Time to repair

Connectivity does have the potential to fail, due to due to issues with the customer hardware, network hardware, damaged last-mile lines and so on. How quickly the provider rectifies this will have an impact on the user’s business.

DIA-based services are more enterprise-focused and come with 4 or 8-hour fixed times, often 24/7. Broadband, however, can be the next business day fix, meaning that if a connection goes down on a Friday afternoon, it might not be restored until Tuesday.

Time to repair and fix hours will vary depending on the product and country, so it is imperative to check these. Wireless-based services can also suffer failures if towers go down.


Some organisations can cope with an outage, but most businesses need resilience, serviced by having multiple connections to an SD-WAN device. There are two approaches to this. One is to use two connections with differing technology, such as fibre DIA and cellular. This is a cost-effective approach. The second line, however, is often a lower specification than the first link, which could mean lower performance.

The other approach is to purchase two similar fixed-line services and then ensure they are diverse. Diverse means using different last-mile delivery and onward infrastructure up to the Internet. Confirming diversity can be a lengthy design activity, but it is vital where a location’s internet connectivity is vital.

What is peering?

All the above has been related to connecting the site through providers to the edge of the Internet with a known availability. The connectivity then passes into the Internet itself, specifically into an autonomous area (AS) either directly owned and managed by the provider or their partner who provides access to the Internet to them. This peering is how two adjacent areas of the Internet connect and exchange data traffic.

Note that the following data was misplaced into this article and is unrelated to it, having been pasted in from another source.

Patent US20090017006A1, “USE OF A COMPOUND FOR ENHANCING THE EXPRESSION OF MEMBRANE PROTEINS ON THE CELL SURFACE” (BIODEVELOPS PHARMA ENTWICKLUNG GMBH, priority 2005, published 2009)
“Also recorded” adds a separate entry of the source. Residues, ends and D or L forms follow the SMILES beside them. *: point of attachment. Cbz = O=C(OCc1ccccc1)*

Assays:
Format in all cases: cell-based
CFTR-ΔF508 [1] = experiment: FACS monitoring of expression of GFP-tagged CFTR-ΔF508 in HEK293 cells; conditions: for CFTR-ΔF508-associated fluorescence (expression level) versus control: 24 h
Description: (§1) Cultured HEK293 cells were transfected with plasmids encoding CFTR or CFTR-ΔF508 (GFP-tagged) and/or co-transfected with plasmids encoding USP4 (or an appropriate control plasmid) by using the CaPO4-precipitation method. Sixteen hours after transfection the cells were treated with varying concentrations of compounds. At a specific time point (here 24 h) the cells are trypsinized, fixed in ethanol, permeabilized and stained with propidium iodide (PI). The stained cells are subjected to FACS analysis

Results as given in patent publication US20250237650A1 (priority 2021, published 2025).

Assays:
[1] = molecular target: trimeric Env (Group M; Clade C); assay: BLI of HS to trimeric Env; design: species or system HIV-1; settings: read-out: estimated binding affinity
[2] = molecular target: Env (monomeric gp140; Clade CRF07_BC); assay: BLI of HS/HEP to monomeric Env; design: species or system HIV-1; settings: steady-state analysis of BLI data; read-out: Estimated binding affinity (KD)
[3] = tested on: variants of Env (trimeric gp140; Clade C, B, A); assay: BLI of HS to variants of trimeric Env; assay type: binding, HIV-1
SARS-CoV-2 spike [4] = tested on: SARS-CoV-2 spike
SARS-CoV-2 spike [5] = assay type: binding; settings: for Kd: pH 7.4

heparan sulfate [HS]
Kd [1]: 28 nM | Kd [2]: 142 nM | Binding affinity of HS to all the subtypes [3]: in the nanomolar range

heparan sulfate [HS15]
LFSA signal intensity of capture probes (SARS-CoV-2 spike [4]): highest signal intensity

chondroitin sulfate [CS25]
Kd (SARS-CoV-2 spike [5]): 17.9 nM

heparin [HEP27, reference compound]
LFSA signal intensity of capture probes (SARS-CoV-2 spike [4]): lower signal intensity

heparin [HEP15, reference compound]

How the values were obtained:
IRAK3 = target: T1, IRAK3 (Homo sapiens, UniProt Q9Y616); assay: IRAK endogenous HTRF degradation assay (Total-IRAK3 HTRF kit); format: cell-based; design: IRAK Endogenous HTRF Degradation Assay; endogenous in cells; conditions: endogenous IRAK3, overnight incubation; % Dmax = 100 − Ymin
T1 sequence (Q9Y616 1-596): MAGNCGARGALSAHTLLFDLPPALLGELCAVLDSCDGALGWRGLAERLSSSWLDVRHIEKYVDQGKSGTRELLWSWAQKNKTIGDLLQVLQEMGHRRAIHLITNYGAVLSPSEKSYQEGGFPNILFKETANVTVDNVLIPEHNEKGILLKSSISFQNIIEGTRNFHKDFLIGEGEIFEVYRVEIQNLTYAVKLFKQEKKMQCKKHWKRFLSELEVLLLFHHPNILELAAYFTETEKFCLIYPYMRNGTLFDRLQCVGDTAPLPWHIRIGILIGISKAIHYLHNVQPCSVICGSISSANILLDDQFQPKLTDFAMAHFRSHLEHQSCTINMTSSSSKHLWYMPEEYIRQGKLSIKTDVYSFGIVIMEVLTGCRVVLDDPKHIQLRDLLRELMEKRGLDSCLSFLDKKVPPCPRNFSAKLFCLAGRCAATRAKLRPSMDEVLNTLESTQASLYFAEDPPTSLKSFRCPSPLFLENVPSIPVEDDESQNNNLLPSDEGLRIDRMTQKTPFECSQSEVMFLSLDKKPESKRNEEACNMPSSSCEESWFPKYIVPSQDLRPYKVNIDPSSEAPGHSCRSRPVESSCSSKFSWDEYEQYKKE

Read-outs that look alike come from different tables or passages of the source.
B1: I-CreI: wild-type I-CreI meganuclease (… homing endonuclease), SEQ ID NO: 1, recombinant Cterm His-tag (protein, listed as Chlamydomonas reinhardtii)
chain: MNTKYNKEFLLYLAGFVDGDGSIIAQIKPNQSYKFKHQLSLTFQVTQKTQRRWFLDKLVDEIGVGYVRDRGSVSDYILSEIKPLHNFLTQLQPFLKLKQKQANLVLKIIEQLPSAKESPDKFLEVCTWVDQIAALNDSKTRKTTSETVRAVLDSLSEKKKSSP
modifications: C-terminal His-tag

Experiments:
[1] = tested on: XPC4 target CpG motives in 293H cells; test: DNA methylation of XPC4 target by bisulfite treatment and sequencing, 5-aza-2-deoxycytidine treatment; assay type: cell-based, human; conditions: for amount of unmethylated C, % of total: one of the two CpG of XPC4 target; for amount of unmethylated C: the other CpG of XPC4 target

How well connected (peered) that AS is to other areas and key services will determine the quality of the end-to-end user connectivity. Typically, there is no or low contention at peering points, but if there is, then connectivity through it can be impacted and affect the end-to-end performance. 

For crucial services such as AWS, Azure, Microsoft 365, and Google Cloud Platform, direct peering to them from within the provider AS provides the best experience for enterprise users. 

Selecting the right internet connection

As you can see, there are many considerations and various options for connecting an organisation to the Internet and ensuring it performs in line with expectations.

Internet connectivity is now pivotal to the day-to-day running of organisations. It is therefore paramount that the right due diligence is carried out when choosing a solution. Don’t just be drawn in on speed and price. Resilience and suitability are just as important to factor in.

Our team of experts at Telstra can help you choose the best internet connectivity package for your organisation. We can help with bandwidth sizing and walk you through bearer requirements and international pricing structures to build a connection that fits business goals. We can assist with availability via published SLAs and a deeper analysis of availability on mixed access types alongside your usage needs. For further details contact us: Request a Callback from Telstra Enterprise


[1] Gartner Magic Quadrant for network
services global 2023 https://www.gartner.com/doc/reprints?id=1-2CNG1Y00&ct=230222&st=sb